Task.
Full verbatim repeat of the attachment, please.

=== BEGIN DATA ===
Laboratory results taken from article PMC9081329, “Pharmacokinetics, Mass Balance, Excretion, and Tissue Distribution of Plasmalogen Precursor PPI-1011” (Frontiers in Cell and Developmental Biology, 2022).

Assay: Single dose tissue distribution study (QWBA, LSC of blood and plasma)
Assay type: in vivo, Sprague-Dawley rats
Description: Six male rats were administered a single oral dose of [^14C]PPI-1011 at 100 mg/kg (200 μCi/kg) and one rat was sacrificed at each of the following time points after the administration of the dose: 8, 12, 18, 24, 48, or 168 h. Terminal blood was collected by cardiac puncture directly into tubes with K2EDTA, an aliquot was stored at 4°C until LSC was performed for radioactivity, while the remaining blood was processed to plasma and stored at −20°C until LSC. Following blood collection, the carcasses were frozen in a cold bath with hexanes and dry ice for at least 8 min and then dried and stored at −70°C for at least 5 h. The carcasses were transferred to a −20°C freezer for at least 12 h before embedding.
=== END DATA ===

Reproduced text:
Laboratory results taken from article PMC9081329, “Pharmacokinetics, Mass Balance, Excretion, and Tissue Distribution of Plasmalogen Precursor PPI-1011” (Frontiers in Cell and Developmental Biology, 2022).

Assay: Single dose tissue distribution study (QWBA, LSC of blood and plasma)
Assay type: in vivo, Sprague-Dawley rats
Description: Six male rats were administered a single oral dose of [^14C]PPI-1011 at 100 mg/kg (200 μCi/kg) and one rat was sacrificed at each of the following time points after the administration of the dose: 8, 12, 18, 24, 48, or 168 h. Terminal blood was collected by cardiac puncture directly into tubes with K2EDTA, an aliquot was stored at 4°C until LSC was performed for radioactivity, while the remaining blood was processed to plasma and stored at −20°C until LSC. Following blood collection, the carcasses were frozen in a cold bath with hexanes and dry ice for at least 8 min and then dried and stored at −70°C for at least 5 h. The carcasses were transferred to a −20°C freezer for at least 12 h before embedding.